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Buying or renting still a big question

The perennial question of whether it is better to buy than rent is still on the lips of many would be buyers.

By: Sally Lindsay

23 August 2023

Those buying a house are still paying nearly half of their income in mortgage repayments, while those renting are paying about 22 per cent of their income for a home.

Most young people initially rent, able to afford better houses if they rent as a group, but when older many ignore the amount of income eaten up by mortgage payments and want to buy for security and stability if they have a family. It’s also a Kiwi thing.

While housing affordability has recently been improving as property values fall, incomes rise and interest rates stabilise, it is still testing for buyers, says Kelvin Davidson in CoreLogic’s latest Housing Affordability Report.

In the past 15 years, for example, it has been consistently been more expensive to pay a mortgage. Rent has been on average 17.5 per cent less than mortgage payments.

Davidson, CoreLogic’s senior property economist, says mortgage repayments are still eating up a large proportion of people’s income. Mortgage repayments as a percentage of gross annual average household income reduced from a peak of 53 per cent in in the fourth quarter last year to 49 per cent last quarter, but remain well above the long-term average of 38 per cent.

Each of the main centres still has mortgage repayments as a percentage of gross household income at least eight percentage points higher than their own long-term averages, with Tauranga the most stretched and Wellington the least.

“Even after the recent improvements, almost half of a household’s income being eaten up by interest repayments is relatively unaffordable compared to long-term averages. Although lower mortgage rates seem likely over a one- to two-year horizon, we’re not expecting any relief via rate cuts in the immediate to short-term,” Davidson says.

He says given the uneasy prospect that property values may start rising, albeit gradually, once again as has occurred in a couple regions, this will only add to the strain on new home buyers, at least until interest rates start to come back down.

However, he says rising incomes will only partially offset rising interest rates.

Rate drops not expected soon

Kiwibank chief economist Jarrod Kerr says last week’s message from the RBNZ’s OCR review is the door opening to another interest rate hike.

“It’s something we don’t need. The RBNZ wants the full force of recent tightening to hit households in coming months.  Thoughts of rate cuts were deliberately squashed, in order to keep wholesale rates, and therefore mortgage and other lending rates, high and dry. No pain, no gain.” And, Kerr says, the RBNZ wants to ensure it inflicts more pain.

Kiwibank’s call for a rate cut as early as February looks increasingly unlikely, although Kerr says the bank needs to take the RBNZ at its word here. “The central bank is saying, clearly enough, the time required to see inflation fall back comfortably towards 2%, will take a lot longer than our forecasts.” The bank has pushed the date out to May.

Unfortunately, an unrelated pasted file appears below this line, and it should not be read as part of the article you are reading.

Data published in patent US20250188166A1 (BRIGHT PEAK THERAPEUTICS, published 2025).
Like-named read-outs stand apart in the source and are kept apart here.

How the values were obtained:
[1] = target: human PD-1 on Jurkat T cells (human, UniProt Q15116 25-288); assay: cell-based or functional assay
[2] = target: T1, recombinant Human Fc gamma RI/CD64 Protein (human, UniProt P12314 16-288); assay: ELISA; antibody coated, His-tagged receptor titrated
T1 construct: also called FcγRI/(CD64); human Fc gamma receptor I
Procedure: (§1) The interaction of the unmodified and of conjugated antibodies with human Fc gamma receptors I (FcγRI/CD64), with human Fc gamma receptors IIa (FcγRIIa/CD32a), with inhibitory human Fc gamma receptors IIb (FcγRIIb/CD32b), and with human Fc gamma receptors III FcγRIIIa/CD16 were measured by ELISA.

Value to income ratio continues to improve

Properties across the country are now valued at 7.2 times the average household income, down from 7.8 six months ago.

Davidson says the figure has fallen in recent months as property values have dipped and incomes continued to rise amidst the strong labour market backdrop, but remains above the long-term average of 6.1.

The latest figure of 7.2 is significantly lower than the first quarter of 2022’s peak of 8.8 and is the lowest since 7.1 in the last quarter of 2020. “In other words, a lot of the strain that emerged post-COVID has been easing but remains elevated by longer-term historical levels.”

Tauranga remains the least affordable main centre, with a value to income ratio of 9.5 in the second quarter of this year, followed by Auckland, Dunedin, Hamilton, Christchurch and Wellington.

“After a period of stretched affordability, the sharp falls in Wellington City house prices lately have seen this part of the country get markedly better in terms of purchasing power and it retains the title of most affordable from Christchurch for the second consecutive report,” Davidson says.

Years to save a deposit reducing

The years to save a deposit measure fell to 9.6, still above the long-term average of 8.1, but two years better than the worst reading in the first quarter of 2022 at 11.7 years. Again, the latest figure is the lowest since the fourth quarter of 2020.

Tauranga has the longest period of time required to save a deposit of any of the main centres, at 12.6 years, well above its long-term average of 10.8 years, and the national figure of 9.6 years. However, it has started to improve, having peaked at 15.8 years in the first quarter of last year.

Rental affordability relatively unchanged

Davidson says rising incomes will have helped tenants in terms of rental affordability, but generally speaking, that has been offset by growth in rents themselves.

“At the national level, rents absorb 22 per cent of average household income, a touch above the average, but at least not much different from where it’s been for the past few years,” he says.

“The market that stands out is probably Christchurch, which has long been regarded as New Zealand’s most favourable main centre for housing affordability, both in terms of buying and renting, but this no longer applies to the same extent. Indeed, it’s now relatively more expensive to rent in Christchurch than Wellington, Auckland, and Hamilton.”

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